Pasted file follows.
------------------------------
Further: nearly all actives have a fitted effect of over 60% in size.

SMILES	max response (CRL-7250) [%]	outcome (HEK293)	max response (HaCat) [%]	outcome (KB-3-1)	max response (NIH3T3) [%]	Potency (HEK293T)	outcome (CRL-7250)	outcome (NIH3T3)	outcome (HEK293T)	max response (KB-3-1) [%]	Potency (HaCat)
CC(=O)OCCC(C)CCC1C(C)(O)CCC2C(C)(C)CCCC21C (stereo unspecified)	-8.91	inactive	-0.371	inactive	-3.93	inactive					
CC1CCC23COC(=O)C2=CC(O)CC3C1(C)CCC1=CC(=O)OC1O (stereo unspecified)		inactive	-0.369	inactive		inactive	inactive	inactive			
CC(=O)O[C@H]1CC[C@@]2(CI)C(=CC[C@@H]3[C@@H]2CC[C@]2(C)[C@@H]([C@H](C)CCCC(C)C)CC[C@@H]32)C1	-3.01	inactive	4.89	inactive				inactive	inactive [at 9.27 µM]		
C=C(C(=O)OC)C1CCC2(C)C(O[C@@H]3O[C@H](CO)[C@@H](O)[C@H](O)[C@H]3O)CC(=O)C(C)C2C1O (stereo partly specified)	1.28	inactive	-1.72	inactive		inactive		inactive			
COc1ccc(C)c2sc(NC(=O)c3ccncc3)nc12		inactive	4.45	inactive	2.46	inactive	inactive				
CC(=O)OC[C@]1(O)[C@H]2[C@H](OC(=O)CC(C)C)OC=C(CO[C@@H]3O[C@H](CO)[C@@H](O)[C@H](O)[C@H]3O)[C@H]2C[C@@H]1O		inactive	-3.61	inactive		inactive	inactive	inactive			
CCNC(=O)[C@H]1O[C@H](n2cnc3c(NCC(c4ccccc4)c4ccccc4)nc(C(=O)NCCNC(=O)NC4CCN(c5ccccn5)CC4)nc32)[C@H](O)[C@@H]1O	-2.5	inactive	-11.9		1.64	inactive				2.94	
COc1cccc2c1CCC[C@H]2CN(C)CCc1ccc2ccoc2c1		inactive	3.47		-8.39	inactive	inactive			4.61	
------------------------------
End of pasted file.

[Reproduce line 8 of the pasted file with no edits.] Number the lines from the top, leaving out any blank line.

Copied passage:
CC(=O)OC[C@]1(O)[C@H]2[C@H](OC(=O)CC(C)C)OC=C(CO[C@@H]3O[C@H](CO)[C@@H](O)[C@H](O)[C@H]3O)[C@H]2C[C@@H]1O		inactive	-3.61	inactive		inactive	inactive	inactive			